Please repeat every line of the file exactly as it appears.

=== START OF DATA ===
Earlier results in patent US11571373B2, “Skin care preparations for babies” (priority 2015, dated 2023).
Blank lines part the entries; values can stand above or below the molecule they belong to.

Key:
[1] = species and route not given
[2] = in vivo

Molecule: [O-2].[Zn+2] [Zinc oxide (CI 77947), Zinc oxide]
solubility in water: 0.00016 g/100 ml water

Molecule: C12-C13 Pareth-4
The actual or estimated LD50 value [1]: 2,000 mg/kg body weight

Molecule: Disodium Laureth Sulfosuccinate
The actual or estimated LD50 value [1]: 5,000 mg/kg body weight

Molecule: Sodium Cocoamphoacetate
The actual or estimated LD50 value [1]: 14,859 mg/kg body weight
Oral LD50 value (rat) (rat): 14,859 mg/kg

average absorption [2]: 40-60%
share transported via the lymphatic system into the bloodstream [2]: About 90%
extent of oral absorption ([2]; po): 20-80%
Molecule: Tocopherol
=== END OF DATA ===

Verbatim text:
Earlier results in patent US11571373B2, “Skin care preparations for babies” (priority 2015, dated 2023).
Blank lines part the entries; values can stand above or below the molecule they belong to.

Key:
[1] = species and route not given
[2] = in vivo

Molecule: [O-2].[Zn+2] [Zinc oxide (CI 77947), Zinc oxide]
solubility in water: 0.00016 g/100 ml water

Molecule: C12-C13 Pareth-4
The actual or estimated LD50 value [1]: 2,000 mg/kg body weight

Molecule: Disodium Laureth Sulfosuccinate
The actual or estimated LD50 value [1]: 5,000 mg/kg body weight

Molecule: Sodium Cocoamphoacetate
The actual or estimated LD50 value [1]: 14,859 mg/kg body weight
Oral LD50 value (rat) (rat): 14,859 mg/kg

average absorption [2]: 40-60%
share transported via the lymphatic system into the bloodstream [2]: About 90%
extent of oral absorption ([2]; po): 20-80%
Molecule: Tocopherol